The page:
Integration with other CS4 apps strengthened with XFL file format
Features the new Bones tool for Inverse Kinematics animation
Illustrator to Flash workflow stunted by limited support for Illustrator effects
Output depends on presence of the Flash Player
Adobe Flash CS4 has been radically redesigned and restructured. With CS4, Flash has finally turned the corner from a code-based authoring tool with an interactive animation element, to a designer-friendly space for illustrators to intuitively draw animation. Yes, draw animation—by shaping the path of an illustration the same way an artist would draw a vector path in Adobe Illustrator. With its revamped animation logic, and substantial new animation tools, Flash has now evolved into a much more accessible environment for designers who are comfortable with Adobe design workhorse applications like Illustrator, Photoshop (), and InDesign ().
The new Flash identity is immediately apparent in its new default layout. The stage—Flash’s design surface—has been moved from the bottom to the top of the window, with the formerly dominant Timeline now dispatched to the bottom of the screen. The change is both functional and symbolic. Underlying the new look is a new logic and model for generating animation.
Intuitive animation tools
Central to the transformation of Flash is the emergence of object-based animation. This means that animation properties are now assigned to, and edited as graphic objects, rather than residing in the movie frame that hosts the object. The change is profound—since the emergence of Flash from the Shockwave evolutionary tree, generating and editing animation has been rooted in defining frames (and in particular, pivotal frames called keyframes) in the Timeline, and enhancing them with ActionScripts. Now, a designer can create a complex animation without even knowing what a frame or a keyframe is. Flash CS4 does not do away with the Timeline, frames, keyframes, and scripting. But these elements are now submerged beneath new intuitive and accessible tools.
The heart and soul of Flash—and this is more so in CS4—is moving animation (motion tweens). To create this kind of animation in Flash CS4, you no longer start by defining starting and ending frames, and inserting keyframes where the animation changes direction. Instead, you simply draw on the stage, as if you were designing an illustration on the Illustrator artboard. When you Control-click on any object, the contextual menu allows you to generate a motion, or a shape tween (animation). And Flash automatically converts your object to a ready-to-animate symbol. You then drag the object on the stage to generate an animation path. The resulting animation path can be edited on the stage like any vector path.
To return to the Dreamweaver analogy—the frames, keyframes, and ActionScript coding generated as you create an animation on the stage in Flash CS4 are all still editable the old-fashioned way, so users who are comfortable with these modes of defining and editing animation can still use them, with no loss of functionality, from previous versions of Flash.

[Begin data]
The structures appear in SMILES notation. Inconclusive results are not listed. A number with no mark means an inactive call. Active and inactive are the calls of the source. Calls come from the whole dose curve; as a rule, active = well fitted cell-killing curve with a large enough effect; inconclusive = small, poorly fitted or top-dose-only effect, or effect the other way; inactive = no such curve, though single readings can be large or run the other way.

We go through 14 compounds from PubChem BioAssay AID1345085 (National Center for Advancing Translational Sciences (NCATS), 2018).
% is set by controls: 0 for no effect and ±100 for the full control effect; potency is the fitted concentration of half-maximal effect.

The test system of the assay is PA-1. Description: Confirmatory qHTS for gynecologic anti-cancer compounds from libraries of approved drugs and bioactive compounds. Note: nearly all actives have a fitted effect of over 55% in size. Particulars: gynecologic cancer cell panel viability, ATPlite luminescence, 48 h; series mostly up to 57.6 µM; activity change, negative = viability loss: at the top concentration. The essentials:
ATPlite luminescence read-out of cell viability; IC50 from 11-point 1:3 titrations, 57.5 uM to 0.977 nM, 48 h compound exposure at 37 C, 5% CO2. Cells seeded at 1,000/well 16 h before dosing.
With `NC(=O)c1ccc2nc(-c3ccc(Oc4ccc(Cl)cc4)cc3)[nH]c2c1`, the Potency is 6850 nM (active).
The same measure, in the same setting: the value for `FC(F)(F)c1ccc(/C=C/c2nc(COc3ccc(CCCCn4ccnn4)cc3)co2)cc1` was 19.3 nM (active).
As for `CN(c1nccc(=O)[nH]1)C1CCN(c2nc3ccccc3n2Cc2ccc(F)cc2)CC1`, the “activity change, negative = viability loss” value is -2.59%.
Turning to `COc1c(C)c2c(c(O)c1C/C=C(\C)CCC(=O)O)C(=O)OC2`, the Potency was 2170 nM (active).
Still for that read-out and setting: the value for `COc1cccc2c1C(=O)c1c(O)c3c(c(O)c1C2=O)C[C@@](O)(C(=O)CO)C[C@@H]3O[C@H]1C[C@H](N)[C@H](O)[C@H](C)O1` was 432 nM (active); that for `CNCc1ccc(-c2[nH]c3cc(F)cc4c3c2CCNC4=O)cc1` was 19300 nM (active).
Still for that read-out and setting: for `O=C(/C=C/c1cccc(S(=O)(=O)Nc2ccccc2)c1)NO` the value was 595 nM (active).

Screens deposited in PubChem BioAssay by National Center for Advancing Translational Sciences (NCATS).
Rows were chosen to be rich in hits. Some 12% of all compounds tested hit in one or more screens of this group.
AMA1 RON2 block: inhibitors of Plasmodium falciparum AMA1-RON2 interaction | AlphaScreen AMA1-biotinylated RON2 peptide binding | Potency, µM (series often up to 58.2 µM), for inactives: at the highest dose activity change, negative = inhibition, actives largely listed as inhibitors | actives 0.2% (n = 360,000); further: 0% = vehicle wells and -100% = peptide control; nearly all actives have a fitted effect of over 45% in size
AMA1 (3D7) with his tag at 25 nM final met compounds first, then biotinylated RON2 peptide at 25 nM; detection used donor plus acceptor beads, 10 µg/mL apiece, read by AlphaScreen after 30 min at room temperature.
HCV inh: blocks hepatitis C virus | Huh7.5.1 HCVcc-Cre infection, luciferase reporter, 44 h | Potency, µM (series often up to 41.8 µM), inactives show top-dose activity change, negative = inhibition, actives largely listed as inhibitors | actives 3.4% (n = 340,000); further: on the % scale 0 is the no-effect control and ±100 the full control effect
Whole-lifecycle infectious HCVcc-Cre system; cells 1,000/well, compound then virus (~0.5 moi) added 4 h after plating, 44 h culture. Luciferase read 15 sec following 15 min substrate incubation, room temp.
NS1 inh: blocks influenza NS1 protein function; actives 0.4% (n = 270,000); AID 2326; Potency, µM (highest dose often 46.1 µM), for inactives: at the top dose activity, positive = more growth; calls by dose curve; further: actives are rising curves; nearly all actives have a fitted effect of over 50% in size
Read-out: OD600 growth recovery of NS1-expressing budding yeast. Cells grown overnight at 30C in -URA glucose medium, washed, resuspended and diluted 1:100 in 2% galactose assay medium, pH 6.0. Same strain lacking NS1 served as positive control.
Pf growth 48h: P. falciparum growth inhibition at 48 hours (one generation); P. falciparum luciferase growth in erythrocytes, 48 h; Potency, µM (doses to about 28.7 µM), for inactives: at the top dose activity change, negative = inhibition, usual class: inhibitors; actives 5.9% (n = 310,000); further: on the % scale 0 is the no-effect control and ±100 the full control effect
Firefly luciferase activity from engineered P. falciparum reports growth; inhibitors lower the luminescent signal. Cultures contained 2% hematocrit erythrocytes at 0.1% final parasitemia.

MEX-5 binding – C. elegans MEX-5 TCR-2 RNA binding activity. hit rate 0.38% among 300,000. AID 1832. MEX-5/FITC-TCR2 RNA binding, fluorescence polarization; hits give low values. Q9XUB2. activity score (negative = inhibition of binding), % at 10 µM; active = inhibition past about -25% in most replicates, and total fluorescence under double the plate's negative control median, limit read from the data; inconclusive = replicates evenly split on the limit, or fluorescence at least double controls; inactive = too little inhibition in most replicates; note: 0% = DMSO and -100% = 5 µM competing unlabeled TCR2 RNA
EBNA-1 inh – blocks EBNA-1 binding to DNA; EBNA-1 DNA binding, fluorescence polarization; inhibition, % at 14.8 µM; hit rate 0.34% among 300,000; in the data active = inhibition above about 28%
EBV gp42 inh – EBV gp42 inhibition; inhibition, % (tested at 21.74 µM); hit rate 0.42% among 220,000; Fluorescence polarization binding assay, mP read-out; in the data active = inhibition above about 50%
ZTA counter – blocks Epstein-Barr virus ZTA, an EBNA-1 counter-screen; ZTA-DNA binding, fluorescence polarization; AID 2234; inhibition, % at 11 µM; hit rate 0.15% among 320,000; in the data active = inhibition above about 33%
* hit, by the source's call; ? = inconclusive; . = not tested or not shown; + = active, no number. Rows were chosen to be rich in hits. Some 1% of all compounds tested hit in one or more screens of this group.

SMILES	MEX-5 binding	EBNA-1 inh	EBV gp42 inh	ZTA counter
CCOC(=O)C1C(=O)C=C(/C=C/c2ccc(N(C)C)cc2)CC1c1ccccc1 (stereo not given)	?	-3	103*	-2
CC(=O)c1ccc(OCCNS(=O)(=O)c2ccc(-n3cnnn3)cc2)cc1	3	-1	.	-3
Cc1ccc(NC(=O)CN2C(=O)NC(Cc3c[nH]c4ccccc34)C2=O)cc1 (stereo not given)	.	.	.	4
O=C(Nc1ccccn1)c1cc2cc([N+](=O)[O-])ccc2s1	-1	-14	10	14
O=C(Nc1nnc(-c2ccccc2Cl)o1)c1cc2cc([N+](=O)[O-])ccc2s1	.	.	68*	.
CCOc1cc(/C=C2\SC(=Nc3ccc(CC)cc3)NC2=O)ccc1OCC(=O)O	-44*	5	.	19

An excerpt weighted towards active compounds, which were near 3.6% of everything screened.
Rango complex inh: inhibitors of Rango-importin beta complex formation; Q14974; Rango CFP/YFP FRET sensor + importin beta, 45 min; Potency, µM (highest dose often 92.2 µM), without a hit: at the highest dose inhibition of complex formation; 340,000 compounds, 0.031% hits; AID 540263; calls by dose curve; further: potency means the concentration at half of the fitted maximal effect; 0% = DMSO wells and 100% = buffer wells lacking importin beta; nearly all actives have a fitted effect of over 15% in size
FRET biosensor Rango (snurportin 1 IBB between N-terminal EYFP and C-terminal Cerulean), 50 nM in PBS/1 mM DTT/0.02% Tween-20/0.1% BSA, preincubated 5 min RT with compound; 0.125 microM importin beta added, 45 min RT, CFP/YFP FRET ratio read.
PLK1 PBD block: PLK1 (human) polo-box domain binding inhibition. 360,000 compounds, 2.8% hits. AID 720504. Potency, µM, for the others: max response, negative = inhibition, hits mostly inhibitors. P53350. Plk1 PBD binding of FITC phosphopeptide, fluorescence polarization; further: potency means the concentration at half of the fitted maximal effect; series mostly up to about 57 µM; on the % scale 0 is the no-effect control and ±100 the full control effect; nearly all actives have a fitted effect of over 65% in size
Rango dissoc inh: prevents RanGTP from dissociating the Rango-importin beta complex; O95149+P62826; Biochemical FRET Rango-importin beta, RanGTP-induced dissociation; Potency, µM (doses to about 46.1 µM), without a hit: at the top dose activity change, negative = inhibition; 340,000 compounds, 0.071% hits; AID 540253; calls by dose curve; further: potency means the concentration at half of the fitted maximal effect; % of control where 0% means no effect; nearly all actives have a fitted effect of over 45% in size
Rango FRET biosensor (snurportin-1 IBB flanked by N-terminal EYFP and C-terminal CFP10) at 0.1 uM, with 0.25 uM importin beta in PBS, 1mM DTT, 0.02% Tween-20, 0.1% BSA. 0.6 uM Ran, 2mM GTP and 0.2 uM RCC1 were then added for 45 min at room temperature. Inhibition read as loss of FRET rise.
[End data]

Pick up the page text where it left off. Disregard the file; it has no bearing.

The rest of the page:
The Flash interface now so resembles that of Illustrator that I find myself sometimes referring to the stage as the artboard—Illustrator’s terminology for a drawing area. Like Illustrator or Photoshop, Flash CS4 allows you to isolate an object by showing and hiding layers. As was the case with Flash CS3, when you copy and paste Illustrator layer objects, the layers import along with the artwork. Similarly, Illustrator symbols import automatically as easily animated movie clips. And the Flash tool set now more closely matches the tools in Illustrator and Photoshop.
Newly designed, CS4-themed expandable panels, and the default vertical Property inspector make good use of the space on wider monitors in today’s work environments. Building on, and launching from this reconceptualization of animation, Flash CS4 provides a set of additional tools that have both immediate implications for animators, and give a hint of things to come. The feature with the greatest impact might be the 3D Rotation tool. The inner and outer rotation circles provide about as intuitive access to 3-D rotation as 3-D gets—no scripting or digital input required.
Flash CS4 provides access to complex, not particularly intuitive, but powerful motion controls with the new Motion Editor (appearing as a tab in the Timeline panel), which provides a control set and environment similar to After Effects. With Flash CS4, non-coders can not only generate complex animations, they access a set of motion presets that can be used to quickly apply common animation sequences (like a bouncing ball, a fly-in object, or pulsing) to objects. And custom motion presets can be defined and reused—again without any scripting.
Along with object-based animation and interactive 3-D transformations, the coolest new feature in Flash CS4 might be the Bone Tool, which uses Inverse-Kinematics (IK) to generate animation resembling a moving human body (with a bone structure). The Bone Tool is easier to use than to describe—you trace to define animation linkages within an object to create “flowing” transformations — again, the image of a human body in motion helps convey the concept.